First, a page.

The truth is, leaks aside, most embargoes largely appear serve their intended purpose. The leaks that do come out are often the equivalent of those teasers we all love so much. They do not include complete reviews or detailed information. So really, what’s the problem here?

    • 0 avatar

      If you read the article, you will see that I appreciate the need for real embargoes. I worked on the dark side for most of my life, I know, and understand its needs.

      This is not an article about getting rid of embargoes, or, for that matter, a trustful cooperation between the OEMs and the media. This is an article about the puerile fascination of some car blogs with the topic. One doesn’t turn into Woodward & Bernstein by ignoring an embargo.

      The story also tries to show how the blogs run into a trap which they built themselves.

      • 0 avatar

        Ah. Apologies; I did indeed misconstrue the explanation sections as a bit of criticism. That’s my pre-coffee reading comprehension failure.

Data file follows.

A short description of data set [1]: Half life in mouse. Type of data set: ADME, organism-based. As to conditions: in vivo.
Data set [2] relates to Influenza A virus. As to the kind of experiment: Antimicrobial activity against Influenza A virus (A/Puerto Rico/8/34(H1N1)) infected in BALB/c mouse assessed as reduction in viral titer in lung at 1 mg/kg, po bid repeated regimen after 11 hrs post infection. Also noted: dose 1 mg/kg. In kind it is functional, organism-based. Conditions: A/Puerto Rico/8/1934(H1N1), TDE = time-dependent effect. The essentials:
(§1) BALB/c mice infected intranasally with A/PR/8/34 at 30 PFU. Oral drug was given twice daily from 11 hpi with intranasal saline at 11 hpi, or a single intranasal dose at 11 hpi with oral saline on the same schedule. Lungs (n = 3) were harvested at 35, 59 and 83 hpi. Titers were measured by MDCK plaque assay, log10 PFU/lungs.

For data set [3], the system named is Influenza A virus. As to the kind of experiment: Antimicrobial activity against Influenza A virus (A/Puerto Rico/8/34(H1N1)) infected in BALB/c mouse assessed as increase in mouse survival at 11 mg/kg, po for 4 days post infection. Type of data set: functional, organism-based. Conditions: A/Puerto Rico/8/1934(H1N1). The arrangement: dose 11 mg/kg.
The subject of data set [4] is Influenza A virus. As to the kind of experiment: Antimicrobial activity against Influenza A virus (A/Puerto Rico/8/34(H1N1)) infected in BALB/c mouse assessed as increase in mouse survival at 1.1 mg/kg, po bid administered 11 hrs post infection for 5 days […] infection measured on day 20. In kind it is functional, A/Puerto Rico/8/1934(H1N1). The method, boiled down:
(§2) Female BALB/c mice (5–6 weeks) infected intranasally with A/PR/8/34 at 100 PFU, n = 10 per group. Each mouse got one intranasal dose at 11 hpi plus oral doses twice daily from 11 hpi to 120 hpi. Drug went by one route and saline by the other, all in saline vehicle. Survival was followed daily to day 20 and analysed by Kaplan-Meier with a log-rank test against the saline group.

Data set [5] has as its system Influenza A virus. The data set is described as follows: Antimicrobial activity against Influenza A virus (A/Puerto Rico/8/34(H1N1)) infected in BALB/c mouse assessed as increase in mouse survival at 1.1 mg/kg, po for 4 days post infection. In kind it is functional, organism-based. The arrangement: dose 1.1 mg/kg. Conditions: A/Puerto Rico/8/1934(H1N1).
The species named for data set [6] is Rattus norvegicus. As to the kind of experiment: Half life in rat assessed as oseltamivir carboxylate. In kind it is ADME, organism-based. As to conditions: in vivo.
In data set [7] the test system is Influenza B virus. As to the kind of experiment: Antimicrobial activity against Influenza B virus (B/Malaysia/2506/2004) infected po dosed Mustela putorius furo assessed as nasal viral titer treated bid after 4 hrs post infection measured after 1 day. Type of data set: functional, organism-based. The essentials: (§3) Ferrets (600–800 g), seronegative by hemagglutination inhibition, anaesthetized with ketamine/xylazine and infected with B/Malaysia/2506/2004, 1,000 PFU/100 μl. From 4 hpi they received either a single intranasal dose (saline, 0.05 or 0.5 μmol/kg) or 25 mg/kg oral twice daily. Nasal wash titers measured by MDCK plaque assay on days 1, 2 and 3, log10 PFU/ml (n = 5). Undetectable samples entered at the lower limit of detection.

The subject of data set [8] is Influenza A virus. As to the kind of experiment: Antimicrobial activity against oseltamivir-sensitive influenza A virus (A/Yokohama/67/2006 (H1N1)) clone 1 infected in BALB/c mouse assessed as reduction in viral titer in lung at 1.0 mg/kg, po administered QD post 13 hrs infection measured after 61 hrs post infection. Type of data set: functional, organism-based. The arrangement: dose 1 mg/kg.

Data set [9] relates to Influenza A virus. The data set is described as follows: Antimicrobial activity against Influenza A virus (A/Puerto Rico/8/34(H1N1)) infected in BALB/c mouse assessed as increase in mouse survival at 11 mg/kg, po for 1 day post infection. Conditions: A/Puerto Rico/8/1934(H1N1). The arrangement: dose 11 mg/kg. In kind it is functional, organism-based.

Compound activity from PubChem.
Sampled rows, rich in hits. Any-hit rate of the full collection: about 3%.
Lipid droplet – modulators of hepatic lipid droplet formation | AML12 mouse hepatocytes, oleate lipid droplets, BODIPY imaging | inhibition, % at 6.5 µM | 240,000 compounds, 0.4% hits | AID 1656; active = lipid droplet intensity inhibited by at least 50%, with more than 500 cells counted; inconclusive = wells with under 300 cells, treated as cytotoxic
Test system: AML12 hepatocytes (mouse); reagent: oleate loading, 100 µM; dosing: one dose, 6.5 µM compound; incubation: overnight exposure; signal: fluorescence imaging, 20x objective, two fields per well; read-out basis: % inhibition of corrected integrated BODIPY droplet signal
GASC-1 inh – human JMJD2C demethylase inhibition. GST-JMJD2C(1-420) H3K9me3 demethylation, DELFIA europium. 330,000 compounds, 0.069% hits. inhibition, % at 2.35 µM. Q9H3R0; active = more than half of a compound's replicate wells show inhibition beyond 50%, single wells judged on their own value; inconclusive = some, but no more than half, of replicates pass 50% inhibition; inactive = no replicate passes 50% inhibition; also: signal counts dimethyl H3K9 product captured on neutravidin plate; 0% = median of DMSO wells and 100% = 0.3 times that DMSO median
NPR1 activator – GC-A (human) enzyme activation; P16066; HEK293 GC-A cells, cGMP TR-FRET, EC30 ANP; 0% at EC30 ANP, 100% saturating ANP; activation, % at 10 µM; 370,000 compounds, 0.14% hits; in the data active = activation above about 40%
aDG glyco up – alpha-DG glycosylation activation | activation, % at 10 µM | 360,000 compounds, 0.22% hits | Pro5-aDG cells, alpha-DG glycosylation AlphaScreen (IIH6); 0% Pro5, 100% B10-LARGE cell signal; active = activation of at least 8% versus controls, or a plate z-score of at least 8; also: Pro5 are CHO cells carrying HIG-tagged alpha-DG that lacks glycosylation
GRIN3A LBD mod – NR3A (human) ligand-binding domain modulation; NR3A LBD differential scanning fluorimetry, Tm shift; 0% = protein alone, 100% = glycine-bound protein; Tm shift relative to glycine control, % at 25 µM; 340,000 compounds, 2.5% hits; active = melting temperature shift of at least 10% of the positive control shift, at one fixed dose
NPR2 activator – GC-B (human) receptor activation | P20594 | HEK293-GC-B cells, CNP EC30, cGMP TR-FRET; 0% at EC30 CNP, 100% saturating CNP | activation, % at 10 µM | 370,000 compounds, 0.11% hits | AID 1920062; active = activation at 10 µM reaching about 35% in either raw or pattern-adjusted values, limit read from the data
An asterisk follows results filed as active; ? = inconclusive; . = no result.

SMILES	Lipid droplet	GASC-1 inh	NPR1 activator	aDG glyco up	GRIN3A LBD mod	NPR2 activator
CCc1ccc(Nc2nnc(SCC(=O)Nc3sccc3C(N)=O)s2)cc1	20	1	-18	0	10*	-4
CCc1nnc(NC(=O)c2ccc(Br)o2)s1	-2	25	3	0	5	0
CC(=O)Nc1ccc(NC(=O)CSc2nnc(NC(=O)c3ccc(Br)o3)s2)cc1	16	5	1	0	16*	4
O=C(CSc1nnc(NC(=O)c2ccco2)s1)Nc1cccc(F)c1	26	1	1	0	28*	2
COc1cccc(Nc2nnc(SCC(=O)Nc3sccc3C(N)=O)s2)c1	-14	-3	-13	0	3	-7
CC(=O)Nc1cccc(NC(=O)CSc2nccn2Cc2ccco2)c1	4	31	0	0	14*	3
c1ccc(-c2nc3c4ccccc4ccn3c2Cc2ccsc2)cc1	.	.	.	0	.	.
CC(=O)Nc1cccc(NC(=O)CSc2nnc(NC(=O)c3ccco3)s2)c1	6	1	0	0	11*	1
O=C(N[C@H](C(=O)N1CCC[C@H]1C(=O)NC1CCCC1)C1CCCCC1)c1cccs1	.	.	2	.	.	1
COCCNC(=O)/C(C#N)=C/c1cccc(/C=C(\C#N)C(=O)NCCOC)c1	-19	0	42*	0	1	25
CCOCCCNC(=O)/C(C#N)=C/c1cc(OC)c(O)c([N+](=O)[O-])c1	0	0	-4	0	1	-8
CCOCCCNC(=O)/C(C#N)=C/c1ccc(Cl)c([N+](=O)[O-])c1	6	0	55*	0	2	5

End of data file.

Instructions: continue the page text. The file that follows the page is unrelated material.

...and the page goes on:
The sad fact that Jalopnik is now almost entirely composed of inane drivel is certainly true. I don’t even understand how that stuff attracts page views.

  • avatar

    You just HAD to get your GM-jab in there, didn’t you.

  • avatar

    First off, yes, not cricket to honor an agreement. But…

    It’s how the game is played. If nobody broke embargoes, launches would be boring clockwork events that all looked alike. One truism about spinning a story is that the audience shouldn’t see the mechanics of the plot. If everything ran perfectly, you would see the plot very clearly… well orchestrated marketing campaigns timed to cluster bomb you with information.

    The unwritten and ill defined rules of the internet is that an occasional embargo break keeps things ‘exciting’ on the reader end. The little bit of titillation of breaking the rules means that people take their eye off how the marketing sausage is made.

  • avatar

    Given the general tenor of this post, can I assume that, wherever used here, OMG means “Oh, My Gonads!”?